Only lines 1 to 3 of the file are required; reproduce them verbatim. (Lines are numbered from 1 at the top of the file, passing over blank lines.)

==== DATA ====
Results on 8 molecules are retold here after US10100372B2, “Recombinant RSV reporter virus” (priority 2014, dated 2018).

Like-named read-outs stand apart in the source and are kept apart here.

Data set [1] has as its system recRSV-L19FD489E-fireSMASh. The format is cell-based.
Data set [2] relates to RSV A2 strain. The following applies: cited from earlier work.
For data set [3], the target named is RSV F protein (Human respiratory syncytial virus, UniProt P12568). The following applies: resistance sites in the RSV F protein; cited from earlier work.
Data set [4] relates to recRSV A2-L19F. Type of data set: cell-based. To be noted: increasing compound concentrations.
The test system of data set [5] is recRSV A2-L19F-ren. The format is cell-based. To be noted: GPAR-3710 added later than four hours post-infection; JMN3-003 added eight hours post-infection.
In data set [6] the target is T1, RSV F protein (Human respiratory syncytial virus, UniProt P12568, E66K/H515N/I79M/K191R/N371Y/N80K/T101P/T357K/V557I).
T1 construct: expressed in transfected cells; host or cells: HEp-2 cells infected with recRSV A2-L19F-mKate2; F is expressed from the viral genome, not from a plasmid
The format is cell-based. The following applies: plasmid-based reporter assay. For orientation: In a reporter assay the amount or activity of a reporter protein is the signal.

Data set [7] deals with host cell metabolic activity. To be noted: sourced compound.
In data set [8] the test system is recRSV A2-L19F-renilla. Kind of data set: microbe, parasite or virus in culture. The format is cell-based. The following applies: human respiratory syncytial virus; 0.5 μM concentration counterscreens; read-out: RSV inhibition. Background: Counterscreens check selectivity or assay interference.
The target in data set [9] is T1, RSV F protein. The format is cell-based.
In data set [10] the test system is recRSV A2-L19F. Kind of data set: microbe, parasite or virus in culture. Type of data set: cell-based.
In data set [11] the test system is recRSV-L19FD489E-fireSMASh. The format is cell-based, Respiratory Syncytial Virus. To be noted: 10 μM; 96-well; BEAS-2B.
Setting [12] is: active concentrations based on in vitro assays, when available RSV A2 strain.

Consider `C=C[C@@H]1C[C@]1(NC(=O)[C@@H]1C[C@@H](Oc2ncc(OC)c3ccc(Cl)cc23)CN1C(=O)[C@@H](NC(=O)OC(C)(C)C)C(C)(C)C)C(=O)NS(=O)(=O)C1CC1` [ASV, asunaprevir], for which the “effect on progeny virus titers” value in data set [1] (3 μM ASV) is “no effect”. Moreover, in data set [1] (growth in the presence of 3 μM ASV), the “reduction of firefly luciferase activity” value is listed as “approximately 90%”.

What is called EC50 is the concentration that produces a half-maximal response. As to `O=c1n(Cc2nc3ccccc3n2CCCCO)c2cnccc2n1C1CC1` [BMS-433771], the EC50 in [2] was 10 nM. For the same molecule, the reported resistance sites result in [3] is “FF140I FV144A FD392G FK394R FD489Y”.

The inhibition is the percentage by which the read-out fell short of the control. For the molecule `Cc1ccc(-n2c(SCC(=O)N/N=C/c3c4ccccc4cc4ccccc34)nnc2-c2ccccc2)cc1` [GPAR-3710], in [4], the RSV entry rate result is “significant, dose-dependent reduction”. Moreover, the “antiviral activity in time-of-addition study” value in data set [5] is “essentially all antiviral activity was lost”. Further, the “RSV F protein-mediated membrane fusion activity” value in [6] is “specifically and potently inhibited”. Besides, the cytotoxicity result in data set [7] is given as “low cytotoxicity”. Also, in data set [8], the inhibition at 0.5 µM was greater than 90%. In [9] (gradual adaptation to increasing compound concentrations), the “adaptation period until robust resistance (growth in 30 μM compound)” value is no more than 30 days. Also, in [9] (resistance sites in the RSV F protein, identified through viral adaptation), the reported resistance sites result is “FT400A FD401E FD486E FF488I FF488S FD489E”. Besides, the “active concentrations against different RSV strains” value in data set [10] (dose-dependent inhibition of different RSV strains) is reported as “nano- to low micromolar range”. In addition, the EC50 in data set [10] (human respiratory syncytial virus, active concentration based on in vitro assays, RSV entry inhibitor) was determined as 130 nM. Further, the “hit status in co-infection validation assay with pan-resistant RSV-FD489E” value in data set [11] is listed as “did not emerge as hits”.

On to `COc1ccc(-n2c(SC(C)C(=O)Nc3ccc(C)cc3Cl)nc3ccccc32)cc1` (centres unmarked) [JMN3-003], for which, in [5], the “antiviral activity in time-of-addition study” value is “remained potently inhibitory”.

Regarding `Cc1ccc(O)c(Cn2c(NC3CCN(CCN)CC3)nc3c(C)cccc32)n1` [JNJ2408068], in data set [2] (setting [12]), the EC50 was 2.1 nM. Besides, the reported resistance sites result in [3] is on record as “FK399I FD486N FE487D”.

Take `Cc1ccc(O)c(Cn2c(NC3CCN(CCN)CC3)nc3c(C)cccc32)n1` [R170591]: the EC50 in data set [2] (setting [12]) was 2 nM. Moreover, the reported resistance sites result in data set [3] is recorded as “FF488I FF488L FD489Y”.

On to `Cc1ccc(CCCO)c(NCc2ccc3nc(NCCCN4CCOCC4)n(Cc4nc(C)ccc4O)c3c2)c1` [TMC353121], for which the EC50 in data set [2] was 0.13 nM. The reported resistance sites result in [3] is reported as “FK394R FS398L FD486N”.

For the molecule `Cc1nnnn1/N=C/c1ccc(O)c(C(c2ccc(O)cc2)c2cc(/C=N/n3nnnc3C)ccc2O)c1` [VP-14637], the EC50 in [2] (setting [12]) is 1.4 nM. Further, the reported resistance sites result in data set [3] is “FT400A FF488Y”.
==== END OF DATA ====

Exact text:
Results on 8 molecules are retold here after US10100372B2, “Recombinant RSV reporter virus” (priority 2014, dated 2018).

Like-named read-outs stand apart in the source and are kept apart here.

Data set [1] has as its system recRSV-L19FD489E-fireSMASh. The format is cell-based.